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Tuesday, November 26, 2013

Prominent Egyptian Activists Detained for Protesting Under New Law

Video of Egyptian police dispersing a protest in Cairo on Tuesday recorded by Mosireen, a collective of activist filmmakers.

Using new powers to stifle dissent granted this week by Egypt’s military-backed government, riot police officers dispersed a peaceful protest outside the Parliament in Cairo on Tuesday and detained several prominent activists.

Video posted online by Mosireen, a collective of activist filmmakers, showed police officers aiming a water cannon directly at protesters chanting against military rule outside the upper house of Parliament, known as the Shura Council. According to video journalists from the independent Egyptian newspaper Al-Masry Al-Youm, the police quickly escalated from spraying water to firing tear gas and roughly detaining protesters, even though the demonstration was almost immediately dispersed.

A video report from Al-Masry Al-Youm, an independent Egyptian news site, showing protesters being detained in Cairo on Tuesday.

Video of protesters being detained by the police in Cairo on Tuesday, from Al-Masry Al-Youm.

More video of the dispersal, from the news site El Badil, showed that several of the protesters knelt down in front of the officers just before the water canon was fired at them.

The Egyptian journalist Sharif Kouddous reported that the police attacked protesters as they fled, just one of the ways they apparently exceeded their authority under the new law.

The rights activist and lawyer Ragia Omran reported that dozens of protesters were arrested, including the leaders of the No Military Trials for Civilians movement, which organized the demonstration against a provision of the new constitution that would permit the practice.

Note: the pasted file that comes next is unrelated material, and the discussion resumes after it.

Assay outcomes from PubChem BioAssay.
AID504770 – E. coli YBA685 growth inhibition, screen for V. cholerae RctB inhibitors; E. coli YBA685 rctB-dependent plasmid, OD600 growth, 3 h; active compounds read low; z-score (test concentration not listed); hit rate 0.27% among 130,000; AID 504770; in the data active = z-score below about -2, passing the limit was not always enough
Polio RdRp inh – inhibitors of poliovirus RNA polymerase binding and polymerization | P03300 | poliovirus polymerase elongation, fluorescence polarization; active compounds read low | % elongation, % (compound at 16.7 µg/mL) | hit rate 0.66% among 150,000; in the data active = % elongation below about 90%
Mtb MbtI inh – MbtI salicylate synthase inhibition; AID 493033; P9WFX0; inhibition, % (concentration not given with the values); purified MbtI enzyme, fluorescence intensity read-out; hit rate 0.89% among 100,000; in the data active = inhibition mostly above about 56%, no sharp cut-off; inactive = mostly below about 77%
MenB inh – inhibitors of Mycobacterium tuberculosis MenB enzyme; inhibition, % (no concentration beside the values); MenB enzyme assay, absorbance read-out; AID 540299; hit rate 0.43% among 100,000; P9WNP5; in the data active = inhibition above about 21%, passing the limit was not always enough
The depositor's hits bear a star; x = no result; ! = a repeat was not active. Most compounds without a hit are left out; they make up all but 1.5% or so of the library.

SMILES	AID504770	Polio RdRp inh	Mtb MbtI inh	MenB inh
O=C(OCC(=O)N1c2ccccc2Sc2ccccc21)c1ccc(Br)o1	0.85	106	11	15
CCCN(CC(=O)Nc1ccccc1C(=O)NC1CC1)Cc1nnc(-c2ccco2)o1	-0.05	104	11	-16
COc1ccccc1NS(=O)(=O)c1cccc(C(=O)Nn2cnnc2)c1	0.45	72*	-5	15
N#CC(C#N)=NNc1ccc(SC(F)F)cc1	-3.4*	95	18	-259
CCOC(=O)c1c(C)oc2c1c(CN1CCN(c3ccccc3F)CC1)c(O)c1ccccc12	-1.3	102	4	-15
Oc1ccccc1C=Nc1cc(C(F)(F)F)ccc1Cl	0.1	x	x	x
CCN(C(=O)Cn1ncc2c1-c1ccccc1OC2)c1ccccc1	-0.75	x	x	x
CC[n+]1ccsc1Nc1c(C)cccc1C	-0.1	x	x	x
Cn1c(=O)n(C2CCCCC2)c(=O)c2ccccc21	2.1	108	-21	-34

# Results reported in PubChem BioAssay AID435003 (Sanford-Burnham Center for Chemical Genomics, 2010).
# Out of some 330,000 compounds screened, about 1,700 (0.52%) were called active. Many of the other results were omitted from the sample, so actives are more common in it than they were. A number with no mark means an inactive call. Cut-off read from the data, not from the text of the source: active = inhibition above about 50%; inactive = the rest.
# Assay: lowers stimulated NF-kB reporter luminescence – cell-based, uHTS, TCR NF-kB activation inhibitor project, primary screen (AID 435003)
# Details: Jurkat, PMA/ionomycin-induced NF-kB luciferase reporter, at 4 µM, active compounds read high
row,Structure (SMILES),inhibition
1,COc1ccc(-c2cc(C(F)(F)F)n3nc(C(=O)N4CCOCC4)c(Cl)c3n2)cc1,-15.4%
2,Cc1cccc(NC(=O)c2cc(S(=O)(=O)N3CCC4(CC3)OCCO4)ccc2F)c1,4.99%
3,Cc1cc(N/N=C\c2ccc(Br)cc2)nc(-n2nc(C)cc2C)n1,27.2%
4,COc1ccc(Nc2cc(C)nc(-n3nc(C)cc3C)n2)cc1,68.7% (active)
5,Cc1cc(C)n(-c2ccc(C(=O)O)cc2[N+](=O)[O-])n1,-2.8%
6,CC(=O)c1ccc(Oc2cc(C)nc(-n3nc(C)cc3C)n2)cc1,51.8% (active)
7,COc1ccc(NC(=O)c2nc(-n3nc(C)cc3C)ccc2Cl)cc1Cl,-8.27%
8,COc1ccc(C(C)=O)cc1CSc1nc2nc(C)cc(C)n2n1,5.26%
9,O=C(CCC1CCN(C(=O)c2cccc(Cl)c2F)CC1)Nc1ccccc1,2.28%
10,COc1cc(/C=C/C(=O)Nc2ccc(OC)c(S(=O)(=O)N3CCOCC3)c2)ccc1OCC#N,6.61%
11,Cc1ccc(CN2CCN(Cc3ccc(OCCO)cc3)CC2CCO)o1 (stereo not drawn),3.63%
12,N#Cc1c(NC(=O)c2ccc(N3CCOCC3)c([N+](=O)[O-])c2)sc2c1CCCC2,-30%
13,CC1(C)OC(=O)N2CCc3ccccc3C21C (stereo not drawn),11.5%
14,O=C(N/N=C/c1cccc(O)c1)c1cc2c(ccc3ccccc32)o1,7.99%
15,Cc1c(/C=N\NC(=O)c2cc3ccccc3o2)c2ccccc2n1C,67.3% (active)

Mona Seif, a founder of the group, was among those arrested. Before her phone battery lost power, Ms. Seif managed to transmit a list of those detained to her @Monasosh Twitter feed from custody.

Activists reported that the detainees were beaten and sexually harassed in custody.

Photographs and video posted online by activists later showed that protesters regrouped later in nearby parts of the city, including Talaat Harb, near Tahrir Square, until they were again dispersed by the police.

Ustream video of protesters chanting against military rule in Cairo’s Talaat Harb Square on Tuesday night before the police arrived.

The activist blogger Tarek Shalby, who took part in the Tahrir Square sit-in that drove President Hosni Mubarak from power in 2011, streamed live video from his phone of Talaat Harb filled with tear gas after it was cleared by the police.

As my colleague Kareem Fahim reports, late Tuesday a small number of protesters also gathered again outside the Shura Council.

After the crackdown on Tuesday, Egyptian bloggers who have charted the struggle against authoritarianism since 2011 wondered just how far the clock had been set back by the implementation of the new anti-protest law.